The Federal Government has urged Nigerians to ensure improved quality of local produce to meet the demands of the international market, as well as address repatriation of exported goods.
It said Nigerians would benefit more from the African Continental Free Trade Agreement if the quality of produce meet international standards.
President Muhammadu Buhari had signed up to the Africa free trade agreement which aims to unite 1.3 billion people, creating a $3.4trn economic bloc.
Nigeria had in recent years suffered rejection of produce at international markets due to poor quality of produce.
Recall that in 2015, the European Union had banned the importation of Nigeria’s dried beans, on the ground that the produce contained high levels of pesticide considered dangerous to human health.
Unfortunately, till date, the ban has not been lifted as a result of a supposed “failure to implement the EU’s food safety action plan.”
Speaking on the development, the Senior Special Assistant to the President on Public sector matters, Francis Anatogu said that efforts are ongoing to engage relevant institutions on ways to address the issues affecting trading of local produce so as to reduce the number of rejections.
Anatogu, who was featured on TVC global business show said developing the Nigerian business environment was critical to the nation’s participation at the AfCFTA, adding that each state is encouraged to focus on producing a particular product that will meet international standards.
He said, “Essentially we have started engaging sectors, businesses, MDAs on what AfCFTA is about, what it seeks to achieve and the role of everyone to make sure that it succeeds.
“We have taken the message to the states, as the success of the program will be measured by the amount of jobs it creates and the growth in our export revenue.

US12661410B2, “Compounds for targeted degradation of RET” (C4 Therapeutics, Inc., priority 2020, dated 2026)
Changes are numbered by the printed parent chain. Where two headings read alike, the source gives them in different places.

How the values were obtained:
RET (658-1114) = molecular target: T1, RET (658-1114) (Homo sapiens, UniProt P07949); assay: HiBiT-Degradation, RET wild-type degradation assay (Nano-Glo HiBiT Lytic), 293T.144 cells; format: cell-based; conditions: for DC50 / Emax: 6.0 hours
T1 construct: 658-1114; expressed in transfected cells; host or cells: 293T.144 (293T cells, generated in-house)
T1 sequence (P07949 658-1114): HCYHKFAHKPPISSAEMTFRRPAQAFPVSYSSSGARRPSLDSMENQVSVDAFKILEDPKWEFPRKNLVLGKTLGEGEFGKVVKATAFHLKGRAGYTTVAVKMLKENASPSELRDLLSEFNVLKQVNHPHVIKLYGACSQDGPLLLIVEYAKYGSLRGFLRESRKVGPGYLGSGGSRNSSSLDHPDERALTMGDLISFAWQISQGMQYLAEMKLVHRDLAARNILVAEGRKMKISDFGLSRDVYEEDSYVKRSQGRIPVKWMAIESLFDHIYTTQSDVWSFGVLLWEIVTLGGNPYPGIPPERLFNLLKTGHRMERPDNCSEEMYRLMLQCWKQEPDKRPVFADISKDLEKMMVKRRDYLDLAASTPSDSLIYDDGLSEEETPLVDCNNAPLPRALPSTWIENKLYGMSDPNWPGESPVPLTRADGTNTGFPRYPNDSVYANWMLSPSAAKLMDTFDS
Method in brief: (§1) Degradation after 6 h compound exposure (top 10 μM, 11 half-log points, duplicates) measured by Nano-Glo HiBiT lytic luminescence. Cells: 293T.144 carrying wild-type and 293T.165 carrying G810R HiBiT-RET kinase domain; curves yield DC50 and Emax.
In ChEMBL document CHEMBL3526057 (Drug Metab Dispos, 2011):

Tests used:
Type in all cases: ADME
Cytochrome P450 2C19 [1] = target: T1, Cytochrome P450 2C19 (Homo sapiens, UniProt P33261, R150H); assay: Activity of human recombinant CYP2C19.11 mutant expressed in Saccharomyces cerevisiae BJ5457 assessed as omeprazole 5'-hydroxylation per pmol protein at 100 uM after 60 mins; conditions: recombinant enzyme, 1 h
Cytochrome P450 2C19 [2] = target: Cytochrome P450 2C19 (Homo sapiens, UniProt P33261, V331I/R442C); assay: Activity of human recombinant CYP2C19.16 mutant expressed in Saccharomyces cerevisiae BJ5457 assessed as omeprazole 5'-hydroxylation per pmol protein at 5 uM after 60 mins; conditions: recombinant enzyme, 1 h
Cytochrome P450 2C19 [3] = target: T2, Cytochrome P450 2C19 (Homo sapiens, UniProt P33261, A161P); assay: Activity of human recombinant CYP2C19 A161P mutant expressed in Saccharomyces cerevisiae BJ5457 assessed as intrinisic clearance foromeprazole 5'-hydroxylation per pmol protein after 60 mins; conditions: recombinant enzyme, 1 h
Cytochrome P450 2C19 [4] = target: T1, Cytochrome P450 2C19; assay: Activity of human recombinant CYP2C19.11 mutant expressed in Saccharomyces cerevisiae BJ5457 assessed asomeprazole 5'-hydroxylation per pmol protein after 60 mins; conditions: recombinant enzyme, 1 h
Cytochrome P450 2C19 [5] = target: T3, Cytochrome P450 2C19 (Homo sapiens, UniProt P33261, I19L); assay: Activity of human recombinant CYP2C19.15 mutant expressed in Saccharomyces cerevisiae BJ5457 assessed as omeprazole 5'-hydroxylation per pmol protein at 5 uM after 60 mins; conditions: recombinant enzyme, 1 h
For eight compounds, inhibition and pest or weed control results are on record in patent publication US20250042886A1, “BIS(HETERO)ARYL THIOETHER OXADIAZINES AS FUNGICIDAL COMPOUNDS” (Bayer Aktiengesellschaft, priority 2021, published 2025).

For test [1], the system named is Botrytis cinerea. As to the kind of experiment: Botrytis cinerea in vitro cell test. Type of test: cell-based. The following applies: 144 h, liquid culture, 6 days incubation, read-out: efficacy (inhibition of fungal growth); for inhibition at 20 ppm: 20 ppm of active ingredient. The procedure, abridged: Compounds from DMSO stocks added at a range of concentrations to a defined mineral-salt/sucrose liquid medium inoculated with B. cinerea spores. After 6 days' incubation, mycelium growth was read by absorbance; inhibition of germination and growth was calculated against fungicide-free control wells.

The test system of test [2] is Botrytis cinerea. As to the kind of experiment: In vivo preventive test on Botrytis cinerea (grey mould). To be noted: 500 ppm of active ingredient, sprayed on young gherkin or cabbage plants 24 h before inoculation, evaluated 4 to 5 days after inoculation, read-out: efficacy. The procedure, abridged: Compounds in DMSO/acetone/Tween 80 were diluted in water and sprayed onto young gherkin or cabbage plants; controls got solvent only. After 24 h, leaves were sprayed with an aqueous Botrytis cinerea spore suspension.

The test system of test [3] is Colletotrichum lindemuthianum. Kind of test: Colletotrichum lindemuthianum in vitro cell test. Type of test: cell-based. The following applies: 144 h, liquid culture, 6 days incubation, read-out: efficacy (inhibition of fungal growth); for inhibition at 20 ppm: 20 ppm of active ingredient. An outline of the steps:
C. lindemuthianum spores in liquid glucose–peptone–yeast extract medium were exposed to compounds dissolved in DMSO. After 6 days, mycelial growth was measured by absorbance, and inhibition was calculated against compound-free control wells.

“Efforts are ongoing to fix the issues in our markets such as quality, infrastructures and making sure that we reduce the number of rejects on our products due to not meeting standards.
“Also, creating the jobs at the grass root will make it more meaningful and the strategy is to galvanise all states, with focus on specific areas of production.”
He also explained that while trade has started under the AfCFTA, however it has not begun with the members of ECOWAS as three out of the 15 ECOWAS countries are yet to ratify the AfCFTA agreement.
“Officially, trade has commenced but at the ECOWAS level, we are still putting all arrangements in place to ensure that trading starts and the products that will be liberalised are being agreed on the ECOWAS level,” he added.
Speaking further, Anatogu said that the government is also aggregating small, medium enterprises to provide services for exports, adding that Nigeria can become a transportation hub in Africa.
While noting that produce such as leather, food products were already being exported to other countries, he said the tariff reduction will happen over a 10-year period.
He noted that there is a need to reduce the non-tariff barriers by getting the transportation, power system working efficiently.